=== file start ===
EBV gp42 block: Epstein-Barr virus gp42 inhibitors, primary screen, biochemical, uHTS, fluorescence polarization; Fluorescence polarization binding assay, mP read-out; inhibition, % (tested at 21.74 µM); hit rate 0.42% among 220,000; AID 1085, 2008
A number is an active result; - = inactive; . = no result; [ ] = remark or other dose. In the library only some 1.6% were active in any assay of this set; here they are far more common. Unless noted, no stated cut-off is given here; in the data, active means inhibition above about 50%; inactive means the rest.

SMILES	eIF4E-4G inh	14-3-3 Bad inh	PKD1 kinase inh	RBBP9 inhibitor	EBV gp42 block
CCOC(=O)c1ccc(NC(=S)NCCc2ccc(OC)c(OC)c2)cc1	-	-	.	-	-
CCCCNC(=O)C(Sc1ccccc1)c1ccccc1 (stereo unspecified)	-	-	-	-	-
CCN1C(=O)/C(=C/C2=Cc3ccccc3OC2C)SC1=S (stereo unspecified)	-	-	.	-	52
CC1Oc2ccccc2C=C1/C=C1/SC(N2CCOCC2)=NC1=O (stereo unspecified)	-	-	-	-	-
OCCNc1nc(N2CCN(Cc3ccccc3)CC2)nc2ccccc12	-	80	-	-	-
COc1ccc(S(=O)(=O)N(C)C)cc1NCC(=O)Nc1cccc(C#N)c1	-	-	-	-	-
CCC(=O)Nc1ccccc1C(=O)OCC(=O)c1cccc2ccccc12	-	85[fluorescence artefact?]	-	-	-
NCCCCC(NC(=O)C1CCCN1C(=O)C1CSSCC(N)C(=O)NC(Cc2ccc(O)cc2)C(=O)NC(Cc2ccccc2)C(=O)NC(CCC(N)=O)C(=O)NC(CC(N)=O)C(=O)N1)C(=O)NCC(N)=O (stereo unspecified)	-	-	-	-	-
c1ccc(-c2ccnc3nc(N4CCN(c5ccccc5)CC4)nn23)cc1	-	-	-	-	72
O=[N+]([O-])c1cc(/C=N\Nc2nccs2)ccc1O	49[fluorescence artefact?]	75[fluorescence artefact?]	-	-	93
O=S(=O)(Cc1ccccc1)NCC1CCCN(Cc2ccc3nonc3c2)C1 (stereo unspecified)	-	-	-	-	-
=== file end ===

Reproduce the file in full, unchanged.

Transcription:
EBV gp42 block: Epstein-Barr virus gp42 inhibitors, primary screen, biochemical, uHTS, fluorescence polarization; Fluorescence polarization binding assay, mP read-out; inhibition, % (tested at 21.74 µM); hit rate 0.42% among 220,000; AID 1085, 2008
A number is an active result; - = inactive; . = no result; [ ] = remark or other dose. In the library only some 1.6% were active in any assay of this set; here they are far more common. Unless noted, no stated cut-off is given here; in the data, active means inhibition above about 50%; inactive means the rest.

SMILES	eIF4E-4G inh	14-3-3 Bad inh	PKD1 kinase inh	RBBP9 inhibitor	EBV gp42 block
CCOC(=O)c1ccc(NC(=S)NCCc2ccc(OC)c(OC)c2)cc1	-	-	.	-	-
CCCCNC(=O)C(Sc1ccccc1)c1ccccc1 (stereo unspecified)	-	-	-	-	-
CCN1C(=O)/C(=C/C2=Cc3ccccc3OC2C)SC1=S (stereo unspecified)	-	-	.	-	52
CC1Oc2ccccc2C=C1/C=C1/SC(N2CCOCC2)=NC1=O (stereo unspecified)	-	-	-	-	-
OCCNc1nc(N2CCN(Cc3ccccc3)CC2)nc2ccccc12	-	80	-	-	-
COc1ccc(S(=O)(=O)N(C)C)cc1NCC(=O)Nc1cccc(C#N)c1	-	-	-	-	-
CCC(=O)Nc1ccccc1C(=O)OCC(=O)c1cccc2ccccc12	-	85[fluorescence artefact?]	-	-	-
NCCCCC(NC(=O)C1CCCN1C(=O)C1CSSCC(N)C(=O)NC(Cc2ccc(O)cc2)C(=O)NC(Cc2ccccc2)C(=O)NC(CCC(N)=O)C(=O)NC(CC(N)=O)C(=O)N1)C(=O)NCC(N)=O (stereo unspecified)	-	-	-	-	-
c1ccc(-c2ccnc3nc(N4CCN(c5ccccc5)CC4)nn23)cc1	-	-	-	-	72
O=[N+]([O-])c1cc(/C=N\Nc2nccs2)ccc1O	49[fluorescence artefact?]	75[fluorescence artefact?]	-	-	93
O=S(=O)(Cc1ccccc1)NCC1CCCN(Cc2ccc3nonc3c2)C1 (stereo unspecified)	-	-	-	-	-